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And anyway, neither does the new app which was intended to replace the old, inefficient card reader-based online security system that, erm, worked.

Image-1.jpgOh, and the phone number is wrong in case you need help.

It’s 0345 not 0845.

It has been 0345 for several years.

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Now, I get it, shit happens.

Things go wrong.

But this is beyond belief.

Those bright sparks from IBM have been called in (about a week ago) to fix it.

They haven’t fixed it.

My business has been unable to transact now for 12 days.  That must be some sort of record.

I received an email this morning.  The very first communication from TSB since this started that said this…

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Well, for a start, it’s not the past week it’s nearly the past TWO WEEKS.

I’m sorry TSB but this is a tram smash unprecedented in UK commerce that has been handled so ineptly as to make Laurel and Hardy look like not just, brain surgeons, but brain surgeon trainers.

You lot are an fully blown. completely paid up national disgrace.

Creditors, at The Lyceum.


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This is one intellectual heft of a piece of theatre and for that reason it most definitely is not for everyone. If you are even considering a coin toss between this and Wicked, showing down the road at The Playhouse, I’d probably recommend you opt for the green faced fun.

Because fun is not an adjective I’d reach for in describing David Greig’s adaptation of August Strindberg’s 1888 Swedish tragicomedy.  (For Celtic fans I am sorry to advice that there are no references to Hibernian FC setting up their B team in Glasgow at that time).

There are laughs in act one, don’t get me wrong, but not fun laughs.  Sharp intakes of breath precede most of them as we observe, almost voyeuristically, an encounter between two men nearing the end of a six hour conversation (or is it a therapy session) that may have started out as, or may be concluding with, a detailed autopsy on the young Adolph’s infatuated love for his wife Tekla.  The older man has much advice for his sappy companion, all of which undermines him and his relationship with his wife.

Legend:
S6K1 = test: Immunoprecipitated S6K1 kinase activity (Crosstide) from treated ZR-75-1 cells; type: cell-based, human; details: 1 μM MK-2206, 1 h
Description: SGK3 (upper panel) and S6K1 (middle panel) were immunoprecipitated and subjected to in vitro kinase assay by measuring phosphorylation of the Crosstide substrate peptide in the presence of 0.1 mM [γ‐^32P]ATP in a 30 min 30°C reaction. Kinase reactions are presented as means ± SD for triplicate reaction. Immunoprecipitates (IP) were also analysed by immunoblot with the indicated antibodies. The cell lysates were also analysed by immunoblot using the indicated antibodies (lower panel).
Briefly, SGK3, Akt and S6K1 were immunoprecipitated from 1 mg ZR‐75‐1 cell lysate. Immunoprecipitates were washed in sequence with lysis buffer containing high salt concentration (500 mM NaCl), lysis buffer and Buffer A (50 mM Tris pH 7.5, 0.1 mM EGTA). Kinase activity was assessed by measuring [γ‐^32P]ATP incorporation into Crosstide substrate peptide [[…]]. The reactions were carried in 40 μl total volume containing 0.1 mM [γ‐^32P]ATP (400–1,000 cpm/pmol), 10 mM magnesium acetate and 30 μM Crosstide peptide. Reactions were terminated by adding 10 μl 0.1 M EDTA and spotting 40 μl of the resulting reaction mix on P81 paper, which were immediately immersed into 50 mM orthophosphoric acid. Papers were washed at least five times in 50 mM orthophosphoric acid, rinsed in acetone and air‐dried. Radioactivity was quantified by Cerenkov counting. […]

It’s a complex, extremely dense psychological drama that has a neat technological twist in Act Three that breathes a great deal of life into what would otherwise be a marathon two hour sitting.

Indeed the Act 3 device is both innovative and exciting and makes the last act crack along to its dramatic conclusion.

Director Stewart Laing has introduced an intermissionary theme that uses a UK Garage track to underscore a group of Girl Guides robotically trekking through the surrounding Swedish countryside.  It’s funny, fresh and ultimately plays a role in the play’\s denouement.  I liked it a lot.  Although entirely (and deliberately) out of place its very presence emphasises the tension that is developing in the main body of the play.

On returning to the dialogue, each time, it accentuates the cold, serious tone that reflects the period, location and nature of the play with its deliberately mannered acting.

And so that brings me to the performances.  Edward Franklin, Stuart McQuarrie and Adura Onashile present a master class between them.  It’s difficult to present material this dense whilst maintaining the audience’s deep concentration and to make what could easily turn into a dirge a vibrant enthralling psychological drama.

Really this a supremely confident and grown up production that would be packing them in on a London stage.  Let’s hope there are enough wise old souls in Edinburgh wiling to take a chance on a play that rewards throughout and leaves a deeply satisfying aftertaste to savour long after.